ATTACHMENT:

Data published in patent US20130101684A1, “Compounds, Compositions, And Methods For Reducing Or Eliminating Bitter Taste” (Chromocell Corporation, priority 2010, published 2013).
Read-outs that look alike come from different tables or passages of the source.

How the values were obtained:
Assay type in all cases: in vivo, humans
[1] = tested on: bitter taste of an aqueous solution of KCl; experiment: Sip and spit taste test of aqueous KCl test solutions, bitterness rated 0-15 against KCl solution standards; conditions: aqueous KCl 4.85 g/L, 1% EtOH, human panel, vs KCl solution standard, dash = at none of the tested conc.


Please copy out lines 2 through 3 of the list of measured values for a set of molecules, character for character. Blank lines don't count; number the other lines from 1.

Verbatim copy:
Read-outs that look alike come from different tables or passages of the source.

How the values were obtained: